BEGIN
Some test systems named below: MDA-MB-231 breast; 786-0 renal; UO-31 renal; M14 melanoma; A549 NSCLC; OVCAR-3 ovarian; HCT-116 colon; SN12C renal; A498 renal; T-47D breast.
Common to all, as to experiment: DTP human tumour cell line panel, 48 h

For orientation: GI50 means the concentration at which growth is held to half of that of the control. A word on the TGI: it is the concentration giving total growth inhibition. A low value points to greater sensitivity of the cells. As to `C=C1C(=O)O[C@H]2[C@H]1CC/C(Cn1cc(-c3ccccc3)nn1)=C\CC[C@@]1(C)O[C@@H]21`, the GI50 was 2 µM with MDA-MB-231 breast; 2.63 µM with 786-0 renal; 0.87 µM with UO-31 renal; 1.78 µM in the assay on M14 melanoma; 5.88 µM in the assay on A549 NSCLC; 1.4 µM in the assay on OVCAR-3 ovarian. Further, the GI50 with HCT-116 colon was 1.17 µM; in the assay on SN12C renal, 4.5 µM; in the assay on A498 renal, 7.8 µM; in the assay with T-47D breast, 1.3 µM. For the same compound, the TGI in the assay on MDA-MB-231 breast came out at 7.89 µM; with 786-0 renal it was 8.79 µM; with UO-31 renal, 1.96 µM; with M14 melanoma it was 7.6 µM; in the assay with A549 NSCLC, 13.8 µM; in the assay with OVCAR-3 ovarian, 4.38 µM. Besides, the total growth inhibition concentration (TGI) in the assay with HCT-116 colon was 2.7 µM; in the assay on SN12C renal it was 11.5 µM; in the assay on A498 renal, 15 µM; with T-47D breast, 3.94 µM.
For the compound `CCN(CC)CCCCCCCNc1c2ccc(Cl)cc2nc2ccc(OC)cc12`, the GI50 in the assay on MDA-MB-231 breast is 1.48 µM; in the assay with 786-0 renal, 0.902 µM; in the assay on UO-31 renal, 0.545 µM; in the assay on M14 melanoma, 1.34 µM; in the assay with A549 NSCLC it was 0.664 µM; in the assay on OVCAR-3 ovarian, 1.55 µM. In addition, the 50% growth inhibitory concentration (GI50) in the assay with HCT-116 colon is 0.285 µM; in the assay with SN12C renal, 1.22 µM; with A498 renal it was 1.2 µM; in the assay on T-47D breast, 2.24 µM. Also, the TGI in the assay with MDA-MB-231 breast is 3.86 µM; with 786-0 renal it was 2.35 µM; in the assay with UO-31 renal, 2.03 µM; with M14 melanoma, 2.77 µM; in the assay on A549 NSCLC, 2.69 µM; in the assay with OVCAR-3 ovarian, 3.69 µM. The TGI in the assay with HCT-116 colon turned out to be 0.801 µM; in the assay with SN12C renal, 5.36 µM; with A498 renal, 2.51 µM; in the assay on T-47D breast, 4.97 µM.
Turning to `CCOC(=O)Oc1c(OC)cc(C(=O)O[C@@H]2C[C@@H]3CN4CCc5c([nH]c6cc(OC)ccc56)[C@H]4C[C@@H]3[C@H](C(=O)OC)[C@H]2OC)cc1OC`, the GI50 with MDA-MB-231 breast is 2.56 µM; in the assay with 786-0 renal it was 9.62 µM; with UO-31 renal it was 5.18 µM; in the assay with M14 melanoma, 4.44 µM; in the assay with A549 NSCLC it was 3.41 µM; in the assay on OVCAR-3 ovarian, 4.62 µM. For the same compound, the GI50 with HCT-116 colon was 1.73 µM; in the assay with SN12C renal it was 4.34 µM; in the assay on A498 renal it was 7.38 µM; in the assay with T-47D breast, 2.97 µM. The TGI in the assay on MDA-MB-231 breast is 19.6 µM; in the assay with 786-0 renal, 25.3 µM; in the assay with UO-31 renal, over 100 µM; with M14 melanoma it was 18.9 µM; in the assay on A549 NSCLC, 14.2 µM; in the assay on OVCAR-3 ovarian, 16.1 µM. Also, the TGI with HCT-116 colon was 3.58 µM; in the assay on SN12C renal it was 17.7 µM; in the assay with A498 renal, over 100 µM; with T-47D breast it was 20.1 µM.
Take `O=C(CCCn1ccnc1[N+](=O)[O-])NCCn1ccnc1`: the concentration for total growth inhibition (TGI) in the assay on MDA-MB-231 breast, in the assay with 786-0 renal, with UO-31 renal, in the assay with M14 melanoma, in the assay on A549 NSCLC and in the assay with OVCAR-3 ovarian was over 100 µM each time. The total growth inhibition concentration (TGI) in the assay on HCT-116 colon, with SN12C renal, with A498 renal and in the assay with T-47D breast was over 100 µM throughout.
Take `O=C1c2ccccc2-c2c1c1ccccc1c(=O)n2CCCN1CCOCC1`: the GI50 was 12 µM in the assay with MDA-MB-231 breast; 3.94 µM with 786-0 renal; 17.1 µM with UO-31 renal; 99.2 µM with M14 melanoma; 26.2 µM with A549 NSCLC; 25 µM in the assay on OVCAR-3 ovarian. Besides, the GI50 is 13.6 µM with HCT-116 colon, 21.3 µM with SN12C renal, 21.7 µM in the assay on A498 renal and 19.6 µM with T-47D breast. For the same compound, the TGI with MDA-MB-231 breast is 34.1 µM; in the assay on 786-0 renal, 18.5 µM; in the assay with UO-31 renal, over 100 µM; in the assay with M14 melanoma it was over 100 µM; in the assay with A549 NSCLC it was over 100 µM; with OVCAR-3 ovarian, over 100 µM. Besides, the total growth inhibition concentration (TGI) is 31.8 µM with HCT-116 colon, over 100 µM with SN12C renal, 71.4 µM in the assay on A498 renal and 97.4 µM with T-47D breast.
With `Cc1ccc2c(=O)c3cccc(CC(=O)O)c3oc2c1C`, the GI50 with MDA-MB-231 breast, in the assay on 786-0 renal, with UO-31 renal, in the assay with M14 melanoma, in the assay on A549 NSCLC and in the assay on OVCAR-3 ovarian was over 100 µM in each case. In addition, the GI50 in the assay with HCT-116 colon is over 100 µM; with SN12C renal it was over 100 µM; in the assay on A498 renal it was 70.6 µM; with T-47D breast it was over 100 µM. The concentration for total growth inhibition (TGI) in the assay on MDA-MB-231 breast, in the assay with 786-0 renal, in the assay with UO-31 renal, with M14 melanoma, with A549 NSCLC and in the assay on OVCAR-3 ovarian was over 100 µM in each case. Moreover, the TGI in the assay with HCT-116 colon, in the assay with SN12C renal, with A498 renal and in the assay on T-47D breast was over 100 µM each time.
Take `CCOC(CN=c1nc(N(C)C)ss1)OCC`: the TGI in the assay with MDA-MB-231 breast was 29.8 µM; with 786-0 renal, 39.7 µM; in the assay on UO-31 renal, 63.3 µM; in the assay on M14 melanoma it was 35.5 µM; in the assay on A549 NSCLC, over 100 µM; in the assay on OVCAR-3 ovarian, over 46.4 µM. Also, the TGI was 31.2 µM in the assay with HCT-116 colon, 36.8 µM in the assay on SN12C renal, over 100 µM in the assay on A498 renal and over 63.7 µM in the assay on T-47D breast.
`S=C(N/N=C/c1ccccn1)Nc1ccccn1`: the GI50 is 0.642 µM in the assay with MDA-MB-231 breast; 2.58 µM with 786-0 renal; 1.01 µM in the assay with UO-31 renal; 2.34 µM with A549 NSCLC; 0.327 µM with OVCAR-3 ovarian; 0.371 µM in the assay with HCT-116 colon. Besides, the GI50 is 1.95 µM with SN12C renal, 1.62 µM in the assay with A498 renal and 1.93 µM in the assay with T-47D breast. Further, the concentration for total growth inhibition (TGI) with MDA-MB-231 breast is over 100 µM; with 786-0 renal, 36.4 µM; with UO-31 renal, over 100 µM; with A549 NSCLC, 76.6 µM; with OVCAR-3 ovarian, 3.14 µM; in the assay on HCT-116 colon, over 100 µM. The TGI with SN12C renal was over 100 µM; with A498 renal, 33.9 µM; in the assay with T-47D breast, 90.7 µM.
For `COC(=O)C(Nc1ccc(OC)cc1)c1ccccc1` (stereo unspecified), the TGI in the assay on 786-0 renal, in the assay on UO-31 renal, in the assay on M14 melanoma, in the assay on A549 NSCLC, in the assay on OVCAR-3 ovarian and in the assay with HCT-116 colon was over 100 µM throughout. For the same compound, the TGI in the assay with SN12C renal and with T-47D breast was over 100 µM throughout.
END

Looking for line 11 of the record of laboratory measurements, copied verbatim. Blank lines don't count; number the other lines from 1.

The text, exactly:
For `COC(=O)C(Nc1ccc(OC)cc1)c1ccccc1` (stereo unspecified), the TGI in the assay on 786-0 renal, in the assay on UO-31 renal, in the assay on M14 melanoma, in the assay on A549 NSCLC, in the assay on OVCAR-3 ovarian and in the assay with HCT-116 colon was over 100 µM throughout. For the same compound, the TGI in the assay with SN12C renal and with T-47D breast was over 100 µM throughout.